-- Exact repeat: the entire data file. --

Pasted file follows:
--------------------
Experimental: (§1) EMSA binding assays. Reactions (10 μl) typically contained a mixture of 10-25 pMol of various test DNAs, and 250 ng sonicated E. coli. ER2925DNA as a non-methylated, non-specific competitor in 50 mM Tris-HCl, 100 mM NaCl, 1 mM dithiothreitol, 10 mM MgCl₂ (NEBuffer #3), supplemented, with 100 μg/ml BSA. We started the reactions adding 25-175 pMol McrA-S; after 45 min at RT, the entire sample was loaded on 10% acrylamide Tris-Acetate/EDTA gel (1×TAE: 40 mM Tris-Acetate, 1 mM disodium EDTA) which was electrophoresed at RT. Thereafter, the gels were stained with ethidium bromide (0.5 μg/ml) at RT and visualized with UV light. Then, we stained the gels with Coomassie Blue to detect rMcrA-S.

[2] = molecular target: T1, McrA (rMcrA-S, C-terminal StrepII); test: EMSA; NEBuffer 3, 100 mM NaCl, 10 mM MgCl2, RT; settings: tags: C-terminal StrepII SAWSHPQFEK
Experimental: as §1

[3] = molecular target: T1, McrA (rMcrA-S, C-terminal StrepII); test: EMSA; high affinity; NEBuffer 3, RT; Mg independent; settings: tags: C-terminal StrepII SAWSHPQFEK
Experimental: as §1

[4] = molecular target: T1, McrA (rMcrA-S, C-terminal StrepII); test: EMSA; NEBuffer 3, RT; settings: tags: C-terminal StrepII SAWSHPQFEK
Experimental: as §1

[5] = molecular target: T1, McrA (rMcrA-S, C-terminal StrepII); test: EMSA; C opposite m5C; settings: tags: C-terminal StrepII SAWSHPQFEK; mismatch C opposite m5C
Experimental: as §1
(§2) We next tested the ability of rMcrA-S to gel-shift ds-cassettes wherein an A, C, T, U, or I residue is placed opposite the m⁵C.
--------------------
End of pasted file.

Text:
Experimental: (§1) EMSA binding assays. Reactions (10 μl) typically contained a mixture of 10-25 pMol of various test DNAs, and 250 ng sonicated E. coli. ER2925DNA as a non-methylated, non-specific competitor in 50 mM Tris-HCl, 100 mM NaCl, 1 mM dithiothreitol, 10 mM MgCl₂ (NEBuffer #3), supplemented, with 100 μg/ml BSA. We started the reactions adding 25-175 pMol McrA-S; after 45 min at RT, the entire sample was loaded on 10% acrylamide Tris-Acetate/EDTA gel (1×TAE: 40 mM Tris-Acetate, 1 mM disodium EDTA) which was electrophoresed at RT. Thereafter, the gels were stained with ethidium bromide (0.5 μg/ml) at RT and visualized with UV light. Then, we stained the gels with Coomassie Blue to detect rMcrA-S.

[2] = molecular target: T1, McrA (rMcrA-S, C-terminal StrepII); test: EMSA; NEBuffer 3, 100 mM NaCl, 10 mM MgCl2, RT; settings: tags: C-terminal StrepII SAWSHPQFEK
Experimental: as §1

[3] = molecular target: T1, McrA (rMcrA-S, C-terminal StrepII); test: EMSA; high affinity; NEBuffer 3, RT; Mg independent; settings: tags: C-terminal StrepII SAWSHPQFEK
Experimental: as §1

[4] = molecular target: T1, McrA (rMcrA-S, C-terminal StrepII); test: EMSA; NEBuffer 3, RT; settings: tags: C-terminal StrepII SAWSHPQFEK
Experimental: as §1

[5] = molecular target: T1, McrA (rMcrA-S, C-terminal StrepII); test: EMSA; C opposite m5C; settings: tags: C-terminal StrepII SAWSHPQFEK; mismatch C opposite m5C
Experimental: as §1
(§2) We next tested the ability of rMcrA-S to gel-shift ds-cassettes wherein an A, C, T, U, or I residue is placed opposite the m⁵C.